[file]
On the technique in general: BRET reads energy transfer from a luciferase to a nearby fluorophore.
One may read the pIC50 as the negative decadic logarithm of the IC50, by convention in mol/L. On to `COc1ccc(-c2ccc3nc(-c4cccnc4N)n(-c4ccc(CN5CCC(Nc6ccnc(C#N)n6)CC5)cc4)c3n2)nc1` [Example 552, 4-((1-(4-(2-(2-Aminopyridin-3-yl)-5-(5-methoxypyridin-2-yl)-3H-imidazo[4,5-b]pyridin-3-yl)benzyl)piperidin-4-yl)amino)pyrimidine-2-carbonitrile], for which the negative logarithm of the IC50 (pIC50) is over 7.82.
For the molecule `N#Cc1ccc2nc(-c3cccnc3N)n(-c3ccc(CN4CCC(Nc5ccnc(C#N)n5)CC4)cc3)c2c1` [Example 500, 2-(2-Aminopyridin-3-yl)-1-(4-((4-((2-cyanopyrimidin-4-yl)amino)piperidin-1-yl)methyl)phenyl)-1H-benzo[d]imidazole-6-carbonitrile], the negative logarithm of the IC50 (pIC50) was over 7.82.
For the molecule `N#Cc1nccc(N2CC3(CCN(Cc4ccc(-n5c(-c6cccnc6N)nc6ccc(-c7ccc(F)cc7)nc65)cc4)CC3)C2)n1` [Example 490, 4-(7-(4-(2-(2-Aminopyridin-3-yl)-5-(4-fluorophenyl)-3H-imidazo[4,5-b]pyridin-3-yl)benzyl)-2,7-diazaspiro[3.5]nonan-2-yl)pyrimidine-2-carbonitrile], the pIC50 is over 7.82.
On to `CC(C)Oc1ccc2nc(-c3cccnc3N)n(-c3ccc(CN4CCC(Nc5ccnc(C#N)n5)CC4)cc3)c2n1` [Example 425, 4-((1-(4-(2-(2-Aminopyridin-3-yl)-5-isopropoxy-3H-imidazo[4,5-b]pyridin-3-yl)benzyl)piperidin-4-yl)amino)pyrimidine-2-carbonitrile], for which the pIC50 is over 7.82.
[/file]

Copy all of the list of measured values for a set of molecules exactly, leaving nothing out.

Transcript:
On the technique in general: BRET reads energy transfer from a luciferase to a nearby fluorophore.
One may read the pIC50 as the negative decadic logarithm of the IC50, by convention in mol/L. On to `COc1ccc(-c2ccc3nc(-c4cccnc4N)n(-c4ccc(CN5CCC(Nc6ccnc(C#N)n6)CC5)cc4)c3n2)nc1` [Example 552, 4-((1-(4-(2-(2-Aminopyridin-3-yl)-5-(5-methoxypyridin-2-yl)-3H-imidazo[4,5-b]pyridin-3-yl)benzyl)piperidin-4-yl)amino)pyrimidine-2-carbonitrile], for which the negative logarithm of the IC50 (pIC50) is over 7.82.
For the molecule `N#Cc1ccc2nc(-c3cccnc3N)n(-c3ccc(CN4CCC(Nc5ccnc(C#N)n5)CC4)cc3)c2c1` [Example 500, 2-(2-Aminopyridin-3-yl)-1-(4-((4-((2-cyanopyrimidin-4-yl)amino)piperidin-1-yl)methyl)phenyl)-1H-benzo[d]imidazole-6-carbonitrile], the negative logarithm of the IC50 (pIC50) was over 7.82.
For the molecule `N#Cc1nccc(N2CC3(CCN(Cc4ccc(-n5c(-c6cccnc6N)nc6ccc(-c7ccc(F)cc7)nc65)cc4)CC3)C2)n1` [Example 490, 4-(7-(4-(2-(2-Aminopyridin-3-yl)-5-(4-fluorophenyl)-3H-imidazo[4,5-b]pyridin-3-yl)benzyl)-2,7-diazaspiro[3.5]nonan-2-yl)pyrimidine-2-carbonitrile], the pIC50 is over 7.82.
On to `CC(C)Oc1ccc2nc(-c3cccnc3N)n(-c3ccc(CN4CCC(Nc5ccnc(C#N)n5)CC4)cc3)c2n1` [Example 425, 4-((1-(4-(2-(2-Aminopyridin-3-yl)-5-isopropoxy-3H-imidazo[4,5-b]pyridin-3-yl)benzyl)piperidin-4-yl)amino)pyrimidine-2-carbonitrile], for which the pIC50 is over 7.82.